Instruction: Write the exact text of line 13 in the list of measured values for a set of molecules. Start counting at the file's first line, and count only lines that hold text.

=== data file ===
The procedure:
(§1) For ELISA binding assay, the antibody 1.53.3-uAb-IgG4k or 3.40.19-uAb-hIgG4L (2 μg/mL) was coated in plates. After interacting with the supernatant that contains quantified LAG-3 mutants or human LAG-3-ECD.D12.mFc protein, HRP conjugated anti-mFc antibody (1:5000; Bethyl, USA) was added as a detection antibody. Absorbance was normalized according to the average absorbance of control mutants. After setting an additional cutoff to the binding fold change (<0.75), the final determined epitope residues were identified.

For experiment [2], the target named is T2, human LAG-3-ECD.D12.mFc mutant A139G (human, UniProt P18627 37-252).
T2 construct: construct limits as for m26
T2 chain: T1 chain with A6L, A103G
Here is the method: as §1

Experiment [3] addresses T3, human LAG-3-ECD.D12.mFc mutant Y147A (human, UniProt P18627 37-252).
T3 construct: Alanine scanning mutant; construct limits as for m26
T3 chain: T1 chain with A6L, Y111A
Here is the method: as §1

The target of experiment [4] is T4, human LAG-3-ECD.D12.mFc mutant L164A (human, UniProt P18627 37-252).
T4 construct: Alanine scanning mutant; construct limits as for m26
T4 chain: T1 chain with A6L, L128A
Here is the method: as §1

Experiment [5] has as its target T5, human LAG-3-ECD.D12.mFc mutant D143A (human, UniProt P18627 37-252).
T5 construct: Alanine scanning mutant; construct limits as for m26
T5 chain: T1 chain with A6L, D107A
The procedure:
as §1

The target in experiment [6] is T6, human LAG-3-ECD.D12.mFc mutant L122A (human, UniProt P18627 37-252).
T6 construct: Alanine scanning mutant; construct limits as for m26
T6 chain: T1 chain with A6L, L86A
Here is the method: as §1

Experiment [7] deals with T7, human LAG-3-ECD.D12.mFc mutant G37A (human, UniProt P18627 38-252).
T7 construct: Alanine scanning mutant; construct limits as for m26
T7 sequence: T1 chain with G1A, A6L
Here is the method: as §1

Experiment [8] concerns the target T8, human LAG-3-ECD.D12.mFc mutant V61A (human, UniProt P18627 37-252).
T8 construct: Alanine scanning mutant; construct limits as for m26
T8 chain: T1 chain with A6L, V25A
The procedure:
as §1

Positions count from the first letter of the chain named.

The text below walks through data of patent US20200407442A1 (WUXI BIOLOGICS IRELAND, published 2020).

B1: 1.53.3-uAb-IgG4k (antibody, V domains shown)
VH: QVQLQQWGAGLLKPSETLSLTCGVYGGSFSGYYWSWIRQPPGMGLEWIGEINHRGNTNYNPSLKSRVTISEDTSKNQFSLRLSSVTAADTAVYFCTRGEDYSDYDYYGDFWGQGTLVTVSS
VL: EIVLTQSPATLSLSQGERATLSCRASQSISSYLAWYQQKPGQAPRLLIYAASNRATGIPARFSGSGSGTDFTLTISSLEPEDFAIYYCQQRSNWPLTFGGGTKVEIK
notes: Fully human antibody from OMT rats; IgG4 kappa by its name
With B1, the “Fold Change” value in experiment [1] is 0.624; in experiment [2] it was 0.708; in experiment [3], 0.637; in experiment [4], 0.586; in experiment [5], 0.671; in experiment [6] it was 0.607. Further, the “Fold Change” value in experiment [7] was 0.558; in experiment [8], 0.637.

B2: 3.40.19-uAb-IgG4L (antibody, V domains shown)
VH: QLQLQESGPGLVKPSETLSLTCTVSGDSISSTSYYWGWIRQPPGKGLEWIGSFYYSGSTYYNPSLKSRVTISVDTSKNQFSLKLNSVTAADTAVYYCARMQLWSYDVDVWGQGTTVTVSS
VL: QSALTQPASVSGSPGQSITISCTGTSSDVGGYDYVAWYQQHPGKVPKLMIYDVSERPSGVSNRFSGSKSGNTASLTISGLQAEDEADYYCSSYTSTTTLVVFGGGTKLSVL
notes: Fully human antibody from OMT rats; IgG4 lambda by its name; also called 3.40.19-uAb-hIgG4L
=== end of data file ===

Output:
T4 chain: T1 chain with A6L, L128A